We have reached the halfway mark for 2018 and things are limping along. Look at the following snapshot for the first six months of 2018:
|JSE All share
|Brent crude ($)
As you can see, it was pretty much a matter of which sector you were invested in over the last six months. Your Resources did well, recouping a lot of the value they had lost a few years ago, but if you were in Financials or Property, you did not do well. In Europe equity performance was also a bit of a flat line, but in the USA the social media and online platform shares did well. As a South African investor, the 10,83% weakening of the rand against the dollar also helped your offshore investments a lot. As we have said before, picking stocks in the USA has been much easier than picking stocks in SA over the last couple of years. We have seen most of the stock picks from our international fund managers giving us double digit returns, but not many stock picks from our local equity fund managers have performed well.
We have to understand that we are in a low-return environment and we only have to get 4,4% to match inflation. SA Bonds currently give you around 8,8% return and the Money Market around 6,5%. Financial markets change constantly and today’s winners will be tomorrow’s losers. Remember the predictions for oil going down to $20 a barrel when it was trading at $40? Now it is trading in the high $70s. Sasol was trading below R400 per share the other day, now it is touching R500.
One of the most prevalent ways of permanent destruction of your capital these days happen in the cases where you do not invest in the new disruptive enterprises, but rather in the older generation companies. An example would be Nokia being blown out of the water by Apple. As we have mentioned before, South African investors have to ensure that they are not focused solely on South African investments. There has been a paradigm shift in the way we live, spearheaded by companies not on our local stock exchange, like Apple, Google, Amazon, Facebook, Tesla, Netflix, Alibaba and many more. The only company listed on the JSE that shares in the profits of those industry disrupters is Naspers with its shareholding in Tencent.
As a South African investor you have to diversify your assets offshore. This is not due to a lack of national pride or emotions, it is purely a strategy that will help you participate in global developments. Look at it this way: South African investments should over time give you higher returns than your international ones, but that is because you take so much more risk investing here. Fifty years ago South Africa was a mining paradise, now mining is dying and we have to reinvent ourselves. We have to ask ourselves the question, “What do we have that others want?”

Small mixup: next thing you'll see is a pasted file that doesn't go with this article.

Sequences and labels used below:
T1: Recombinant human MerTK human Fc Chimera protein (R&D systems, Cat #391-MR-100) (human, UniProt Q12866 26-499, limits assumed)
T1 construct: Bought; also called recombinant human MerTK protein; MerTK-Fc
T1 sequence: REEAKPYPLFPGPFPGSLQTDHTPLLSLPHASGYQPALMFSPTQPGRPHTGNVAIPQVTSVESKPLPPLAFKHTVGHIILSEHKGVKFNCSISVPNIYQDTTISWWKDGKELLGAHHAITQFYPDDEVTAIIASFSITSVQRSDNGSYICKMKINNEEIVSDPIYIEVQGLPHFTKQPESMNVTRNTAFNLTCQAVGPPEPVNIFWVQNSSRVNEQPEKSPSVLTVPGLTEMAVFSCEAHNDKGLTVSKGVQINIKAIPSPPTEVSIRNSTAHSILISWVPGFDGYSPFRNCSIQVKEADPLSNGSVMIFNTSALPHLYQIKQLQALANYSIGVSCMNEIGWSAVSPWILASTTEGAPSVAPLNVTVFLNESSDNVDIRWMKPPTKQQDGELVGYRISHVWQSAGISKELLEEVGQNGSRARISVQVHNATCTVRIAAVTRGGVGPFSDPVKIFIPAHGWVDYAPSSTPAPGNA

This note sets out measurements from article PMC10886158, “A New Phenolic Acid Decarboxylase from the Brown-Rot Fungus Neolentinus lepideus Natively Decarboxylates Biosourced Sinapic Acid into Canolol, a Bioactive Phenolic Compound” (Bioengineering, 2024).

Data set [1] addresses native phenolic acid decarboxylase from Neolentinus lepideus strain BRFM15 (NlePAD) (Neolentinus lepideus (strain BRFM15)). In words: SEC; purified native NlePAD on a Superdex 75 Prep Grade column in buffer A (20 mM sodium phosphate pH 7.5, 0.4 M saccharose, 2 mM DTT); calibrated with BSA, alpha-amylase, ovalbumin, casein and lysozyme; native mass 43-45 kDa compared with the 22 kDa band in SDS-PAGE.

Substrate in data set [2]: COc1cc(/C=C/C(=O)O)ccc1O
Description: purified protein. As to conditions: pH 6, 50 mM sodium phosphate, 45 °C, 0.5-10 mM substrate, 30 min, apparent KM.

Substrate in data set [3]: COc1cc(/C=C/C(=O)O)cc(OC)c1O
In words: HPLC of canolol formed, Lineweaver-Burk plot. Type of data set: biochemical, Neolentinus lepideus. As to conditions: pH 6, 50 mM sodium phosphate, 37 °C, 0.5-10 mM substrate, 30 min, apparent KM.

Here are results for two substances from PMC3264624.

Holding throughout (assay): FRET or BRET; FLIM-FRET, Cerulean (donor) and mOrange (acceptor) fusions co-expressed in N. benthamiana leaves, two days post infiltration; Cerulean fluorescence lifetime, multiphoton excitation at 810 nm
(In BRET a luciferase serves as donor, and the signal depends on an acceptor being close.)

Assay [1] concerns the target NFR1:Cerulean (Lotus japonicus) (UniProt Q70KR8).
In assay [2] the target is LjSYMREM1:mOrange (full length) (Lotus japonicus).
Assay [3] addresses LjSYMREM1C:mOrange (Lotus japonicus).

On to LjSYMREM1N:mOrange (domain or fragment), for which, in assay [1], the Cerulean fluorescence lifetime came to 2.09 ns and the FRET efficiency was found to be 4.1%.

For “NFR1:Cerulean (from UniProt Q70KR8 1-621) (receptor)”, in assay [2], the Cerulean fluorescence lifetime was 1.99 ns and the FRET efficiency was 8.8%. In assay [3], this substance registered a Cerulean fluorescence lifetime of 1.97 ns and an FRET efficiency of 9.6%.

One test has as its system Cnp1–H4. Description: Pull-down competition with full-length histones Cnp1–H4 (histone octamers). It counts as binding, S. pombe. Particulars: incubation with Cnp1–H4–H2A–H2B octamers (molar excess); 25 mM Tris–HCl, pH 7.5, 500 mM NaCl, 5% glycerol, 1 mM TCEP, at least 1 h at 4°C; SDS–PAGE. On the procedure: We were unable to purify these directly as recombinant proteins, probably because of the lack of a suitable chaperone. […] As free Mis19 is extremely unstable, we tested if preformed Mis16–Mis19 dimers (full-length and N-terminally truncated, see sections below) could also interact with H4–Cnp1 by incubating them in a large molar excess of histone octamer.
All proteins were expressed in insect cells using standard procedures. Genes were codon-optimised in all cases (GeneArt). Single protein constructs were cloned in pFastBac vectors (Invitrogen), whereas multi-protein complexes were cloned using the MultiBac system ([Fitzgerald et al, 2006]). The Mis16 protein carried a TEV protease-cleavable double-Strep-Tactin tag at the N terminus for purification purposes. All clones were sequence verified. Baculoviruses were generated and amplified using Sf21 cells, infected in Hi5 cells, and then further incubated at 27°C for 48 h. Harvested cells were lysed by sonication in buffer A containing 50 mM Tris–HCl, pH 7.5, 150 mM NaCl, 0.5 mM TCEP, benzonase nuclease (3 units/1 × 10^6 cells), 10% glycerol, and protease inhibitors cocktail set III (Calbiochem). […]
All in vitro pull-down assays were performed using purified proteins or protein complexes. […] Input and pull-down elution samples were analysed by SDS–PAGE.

Our economy is not in good shape. The new government has to find money somewhere to fill all the gaps without merely taxing the few remaining taxpayers more heavily. They are redistributing wealth rather than creating it. They are creating a culture of getting a grant instead of getting a job. They are treading on very dangerous ground by not communicating clearly what they mean by land expropriation without compensation. Over the past ten years we have seen corrupt officials pillaging the little bit we have and we have heard of competent people being replaced by incompetent people for all the wrong reasons.
So let’s hope that we see a dramatic change in the way our country is managed over the next six months. Let’s hope we see some high-profile people going to jail and not just being reprimanded for their crimes against our country. Let’s hope that political correctness gets toned down a notch and that we do not act like the soccer players faking injury, but rather focus on doing the right thing for the country.